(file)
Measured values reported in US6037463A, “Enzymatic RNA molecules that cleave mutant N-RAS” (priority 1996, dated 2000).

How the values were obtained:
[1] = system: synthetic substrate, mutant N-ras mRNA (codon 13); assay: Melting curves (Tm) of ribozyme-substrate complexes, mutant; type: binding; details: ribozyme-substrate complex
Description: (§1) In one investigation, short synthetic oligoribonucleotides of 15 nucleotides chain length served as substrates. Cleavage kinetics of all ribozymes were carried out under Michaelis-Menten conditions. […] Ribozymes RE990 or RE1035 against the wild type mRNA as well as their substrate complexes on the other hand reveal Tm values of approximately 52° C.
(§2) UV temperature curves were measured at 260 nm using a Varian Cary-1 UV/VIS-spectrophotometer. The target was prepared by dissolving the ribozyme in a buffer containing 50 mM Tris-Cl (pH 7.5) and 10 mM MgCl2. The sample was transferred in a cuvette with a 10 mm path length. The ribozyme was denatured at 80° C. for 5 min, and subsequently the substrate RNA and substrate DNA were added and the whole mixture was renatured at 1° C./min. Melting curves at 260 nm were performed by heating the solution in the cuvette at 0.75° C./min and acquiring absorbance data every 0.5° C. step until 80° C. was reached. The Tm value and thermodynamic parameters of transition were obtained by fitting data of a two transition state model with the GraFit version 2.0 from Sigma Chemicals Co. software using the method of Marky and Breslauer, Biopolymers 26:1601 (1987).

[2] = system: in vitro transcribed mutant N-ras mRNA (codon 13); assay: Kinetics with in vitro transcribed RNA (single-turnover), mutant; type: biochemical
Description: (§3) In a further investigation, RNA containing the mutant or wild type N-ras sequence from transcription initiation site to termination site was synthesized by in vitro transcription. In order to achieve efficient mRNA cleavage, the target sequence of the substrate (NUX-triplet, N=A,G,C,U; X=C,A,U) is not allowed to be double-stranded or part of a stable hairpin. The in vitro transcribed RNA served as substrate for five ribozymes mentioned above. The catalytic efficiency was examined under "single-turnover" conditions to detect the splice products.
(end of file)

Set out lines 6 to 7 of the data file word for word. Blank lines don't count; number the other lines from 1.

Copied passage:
[2] = system: in vitro transcribed mutant N-ras mRNA (codon 13); assay: Kinetics with in vitro transcribed RNA (single-turnover), mutant; type: biochemical
Description: (§3) In a further investigation, RNA containing the mutant or wild type N-ras sequence from transcription initiation site to termination site was synthesized by in vitro transcription. In order to achieve efficient mRNA cleavage, the target sequence of the substrate (NUX-triplet, N=A,G,C,U; X=C,A,U) is not allowed to be double-stranded or part of a stable hairpin. The in vitro transcribed RNA served as substrate for five ribozymes mentioned above. The catalytic efficiency was examined under "single-turnover" conditions to detect the splice products.